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PATH/Wendy Stone
How the partial government shutdown is affecting global health, R&D

As the partial government shutdown stretches into a fifth week – the longest in United States history – news of its impact on agencies essential to global health broadly, and research and development in particular, is taking clearer shape.

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Flickr/Craig Fildes
Democrats take the House and Republicans maintain hold on the Senate in midterm elections

While the dust is still settling from the US midterm elections, the major takeaways are set: Democrats have taken the House and Republicans have solidified their hold in the Senate. This means a shake up in leadership and the make-up of key Congressional committees. GHTC takes a look at what these changes could mean for continued US support for global health R&D.

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PATH/Patrick McKern
The post-midterm prognosis for global health R&D

With less than two weeks to go until one of the most anticipated midterm elections in recent memory, there are big questions occupying the minds of Washingtonians and politics junkies from coast to coast.

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PATH/Patrick McKern
Trump signs spending bill boosting funding for health research

President Trump signed into law a spending bill that pairs full-year fiscal year (FY) 2019 funding for Labor, Health and Human Services (LHHS) and Defense with a stopgap measure to keep other agencies funded through December—staving off a partial government shutdown on the eve of the end of the fiscal year. Here’s a breakdown of how global health and medical research funding fared.

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Emily Conron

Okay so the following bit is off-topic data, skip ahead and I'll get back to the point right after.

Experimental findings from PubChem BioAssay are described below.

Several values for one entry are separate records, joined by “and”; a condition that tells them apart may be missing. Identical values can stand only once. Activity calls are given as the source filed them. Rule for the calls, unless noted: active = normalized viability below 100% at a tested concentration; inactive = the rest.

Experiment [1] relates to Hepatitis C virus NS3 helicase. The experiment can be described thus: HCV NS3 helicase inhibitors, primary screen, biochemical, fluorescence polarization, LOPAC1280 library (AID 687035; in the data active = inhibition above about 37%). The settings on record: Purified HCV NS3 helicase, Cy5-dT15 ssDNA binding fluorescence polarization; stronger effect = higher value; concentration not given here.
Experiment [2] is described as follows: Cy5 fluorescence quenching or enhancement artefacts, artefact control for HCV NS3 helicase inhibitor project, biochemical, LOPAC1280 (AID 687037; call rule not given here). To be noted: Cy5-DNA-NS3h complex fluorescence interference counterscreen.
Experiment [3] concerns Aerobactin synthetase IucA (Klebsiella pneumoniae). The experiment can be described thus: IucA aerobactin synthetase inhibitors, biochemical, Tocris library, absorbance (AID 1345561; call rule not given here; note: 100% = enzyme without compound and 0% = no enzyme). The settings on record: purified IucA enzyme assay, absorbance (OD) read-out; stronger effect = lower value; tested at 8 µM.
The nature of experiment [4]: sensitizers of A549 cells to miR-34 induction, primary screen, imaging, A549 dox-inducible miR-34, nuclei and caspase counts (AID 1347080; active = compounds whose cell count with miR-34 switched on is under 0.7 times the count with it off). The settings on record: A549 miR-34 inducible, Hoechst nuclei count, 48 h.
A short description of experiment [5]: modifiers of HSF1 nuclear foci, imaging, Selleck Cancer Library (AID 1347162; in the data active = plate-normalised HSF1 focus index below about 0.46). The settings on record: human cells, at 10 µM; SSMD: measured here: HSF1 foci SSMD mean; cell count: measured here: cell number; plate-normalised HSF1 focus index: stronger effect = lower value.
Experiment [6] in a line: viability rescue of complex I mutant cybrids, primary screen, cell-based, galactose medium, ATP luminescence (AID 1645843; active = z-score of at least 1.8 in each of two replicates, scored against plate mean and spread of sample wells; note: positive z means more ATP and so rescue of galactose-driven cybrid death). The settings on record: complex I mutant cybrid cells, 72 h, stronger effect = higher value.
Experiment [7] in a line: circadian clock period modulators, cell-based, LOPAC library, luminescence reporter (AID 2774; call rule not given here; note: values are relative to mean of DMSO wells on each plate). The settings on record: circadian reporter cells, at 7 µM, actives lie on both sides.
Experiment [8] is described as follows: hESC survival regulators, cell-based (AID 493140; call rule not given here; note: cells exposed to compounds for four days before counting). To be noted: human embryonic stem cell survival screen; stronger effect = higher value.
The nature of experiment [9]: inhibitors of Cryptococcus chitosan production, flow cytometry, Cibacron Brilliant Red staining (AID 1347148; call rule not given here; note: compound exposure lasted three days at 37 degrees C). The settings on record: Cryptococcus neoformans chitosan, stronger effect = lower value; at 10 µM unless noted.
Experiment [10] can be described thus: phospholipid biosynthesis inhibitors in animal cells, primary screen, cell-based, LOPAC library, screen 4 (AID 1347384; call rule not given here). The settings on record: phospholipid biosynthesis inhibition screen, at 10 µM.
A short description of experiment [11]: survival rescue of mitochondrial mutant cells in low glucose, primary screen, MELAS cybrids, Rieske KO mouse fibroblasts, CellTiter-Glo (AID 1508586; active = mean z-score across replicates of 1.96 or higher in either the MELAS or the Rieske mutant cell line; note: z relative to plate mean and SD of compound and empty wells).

Policy and Advocacy Officer

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Philip Kenol

Policy & Advocacy Officer

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Julien Rashid

Policy and Advocacy Associate

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Ansley Kahn

Senior Program Assistant

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Steering Committee


Rachel M. Cohen, MA

Regional Executive Director, North America

Drugs for Neglected Diseases initiative

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Jodie Curtis

Washington Representative

American Society of Tropical Medicine and Hygiene

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Kevin Fisher

Director of Policy, Data & Analytics


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Karen A. Goraleski, MA

Executive Director

American Society of Tropical Medicine and Hygiene

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Heather Ignatius, MA

Director, US and Global Advocacy


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Sharyn Tenn, MA

Senior Director, External Affairs and Product Access

International Partnership for Microbicides